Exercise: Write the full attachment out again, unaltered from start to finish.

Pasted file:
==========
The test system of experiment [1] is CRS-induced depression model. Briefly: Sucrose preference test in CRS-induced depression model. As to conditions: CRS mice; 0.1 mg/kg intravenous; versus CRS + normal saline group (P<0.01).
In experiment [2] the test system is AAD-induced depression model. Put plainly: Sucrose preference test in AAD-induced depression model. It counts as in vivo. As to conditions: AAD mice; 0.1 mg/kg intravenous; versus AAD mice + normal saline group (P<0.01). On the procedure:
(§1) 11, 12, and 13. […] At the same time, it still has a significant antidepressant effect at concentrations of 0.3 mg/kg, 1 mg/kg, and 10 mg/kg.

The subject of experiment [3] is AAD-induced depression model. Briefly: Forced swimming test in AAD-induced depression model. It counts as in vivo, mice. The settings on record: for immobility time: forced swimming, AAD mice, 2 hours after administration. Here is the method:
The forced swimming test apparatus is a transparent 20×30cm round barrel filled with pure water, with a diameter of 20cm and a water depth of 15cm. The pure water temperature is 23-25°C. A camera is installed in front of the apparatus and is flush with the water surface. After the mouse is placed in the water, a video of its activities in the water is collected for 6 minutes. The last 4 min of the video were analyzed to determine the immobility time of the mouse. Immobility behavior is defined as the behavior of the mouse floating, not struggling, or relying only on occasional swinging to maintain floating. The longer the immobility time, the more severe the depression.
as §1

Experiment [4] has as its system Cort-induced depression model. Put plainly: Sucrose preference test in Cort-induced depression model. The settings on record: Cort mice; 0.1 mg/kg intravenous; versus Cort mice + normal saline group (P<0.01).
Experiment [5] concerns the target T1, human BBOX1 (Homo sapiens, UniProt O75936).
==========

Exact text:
The test system of experiment [1] is CRS-induced depression model. Briefly: Sucrose preference test in CRS-induced depression model. As to conditions: CRS mice; 0.1 mg/kg intravenous; versus CRS + normal saline group (P<0.01).
In experiment [2] the test system is AAD-induced depression model. Put plainly: Sucrose preference test in AAD-induced depression model. It counts as in vivo. As to conditions: AAD mice; 0.1 mg/kg intravenous; versus AAD mice + normal saline group (P<0.01). On the procedure:
(§1) 11, 12, and 13. […] At the same time, it still has a significant antidepressant effect at concentrations of 0.3 mg/kg, 1 mg/kg, and 10 mg/kg.

The subject of experiment [3] is AAD-induced depression model. Briefly: Forced swimming test in AAD-induced depression model. It counts as in vivo, mice. The settings on record: for immobility time: forced swimming, AAD mice, 2 hours after administration. Here is the method:
The forced swimming test apparatus is a transparent 20×30cm round barrel filled with pure water, with a diameter of 20cm and a water depth of 15cm. The pure water temperature is 23-25°C. A camera is installed in front of the apparatus and is flush with the water surface. After the mouse is placed in the water, a video of its activities in the water is collected for 6 minutes. The last 4 min of the video were analyzed to determine the immobility time of the mouse. Immobility behavior is defined as the behavior of the mouse floating, not struggling, or relying only on occasional swinging to maintain floating. The longer the immobility time, the more severe the depression.
as §1

Experiment [4] has as its system Cort-induced depression model. Put plainly: Sucrose preference test in Cort-induced depression model. The settings on record: Cort mice; 0.1 mg/kg intravenous; versus Cort mice + normal saline group (P<0.01).
Experiment [5] concerns the target T1, human BBOX1 (Homo sapiens, UniProt O75936).